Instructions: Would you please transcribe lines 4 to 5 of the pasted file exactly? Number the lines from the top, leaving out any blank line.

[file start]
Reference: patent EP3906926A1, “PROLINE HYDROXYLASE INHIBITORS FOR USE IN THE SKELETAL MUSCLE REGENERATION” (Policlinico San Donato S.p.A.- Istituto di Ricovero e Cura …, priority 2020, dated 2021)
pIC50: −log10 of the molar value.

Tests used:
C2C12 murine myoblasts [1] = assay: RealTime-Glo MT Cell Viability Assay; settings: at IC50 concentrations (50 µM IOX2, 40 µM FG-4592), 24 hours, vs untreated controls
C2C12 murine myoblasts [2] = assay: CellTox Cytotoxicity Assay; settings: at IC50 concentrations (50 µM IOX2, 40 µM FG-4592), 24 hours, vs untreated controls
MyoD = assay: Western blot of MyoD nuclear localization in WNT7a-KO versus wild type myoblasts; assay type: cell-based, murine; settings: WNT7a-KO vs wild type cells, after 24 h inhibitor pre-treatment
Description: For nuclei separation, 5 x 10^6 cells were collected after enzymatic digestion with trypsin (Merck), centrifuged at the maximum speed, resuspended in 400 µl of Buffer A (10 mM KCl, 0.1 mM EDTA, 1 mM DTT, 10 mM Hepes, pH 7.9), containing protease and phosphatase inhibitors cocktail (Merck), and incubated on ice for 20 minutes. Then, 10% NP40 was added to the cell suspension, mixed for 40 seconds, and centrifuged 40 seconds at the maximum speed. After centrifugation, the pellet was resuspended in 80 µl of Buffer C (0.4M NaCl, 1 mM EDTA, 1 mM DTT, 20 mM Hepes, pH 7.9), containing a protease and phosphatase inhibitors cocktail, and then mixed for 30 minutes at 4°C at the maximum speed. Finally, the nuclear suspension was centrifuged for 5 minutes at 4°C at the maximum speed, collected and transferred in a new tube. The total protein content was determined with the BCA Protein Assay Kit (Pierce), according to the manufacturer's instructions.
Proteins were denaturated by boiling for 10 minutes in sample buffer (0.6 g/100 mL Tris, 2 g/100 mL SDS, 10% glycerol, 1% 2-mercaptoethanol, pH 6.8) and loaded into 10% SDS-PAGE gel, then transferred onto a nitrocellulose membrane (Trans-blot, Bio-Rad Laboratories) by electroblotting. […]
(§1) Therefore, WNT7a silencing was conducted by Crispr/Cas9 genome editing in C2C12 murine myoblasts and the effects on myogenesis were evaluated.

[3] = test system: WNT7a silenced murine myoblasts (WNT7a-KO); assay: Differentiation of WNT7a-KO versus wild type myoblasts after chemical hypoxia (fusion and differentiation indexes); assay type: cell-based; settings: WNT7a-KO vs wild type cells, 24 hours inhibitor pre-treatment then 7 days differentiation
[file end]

C2C12 murine myoblasts [1] = assay: RealTime-Glo MT Cell Viability Assay; settings: at IC50 concentrations (50 µM IOX2, 40 µM FG-4592), 24 hours, vs untreated controls
C2C12 murine myoblasts [2] = assay: CellTox Cytotoxicity Assay; settings: at IC50 concentrations (50 µM IOX2, 40 µM FG-4592), 24 hours, vs untreated controls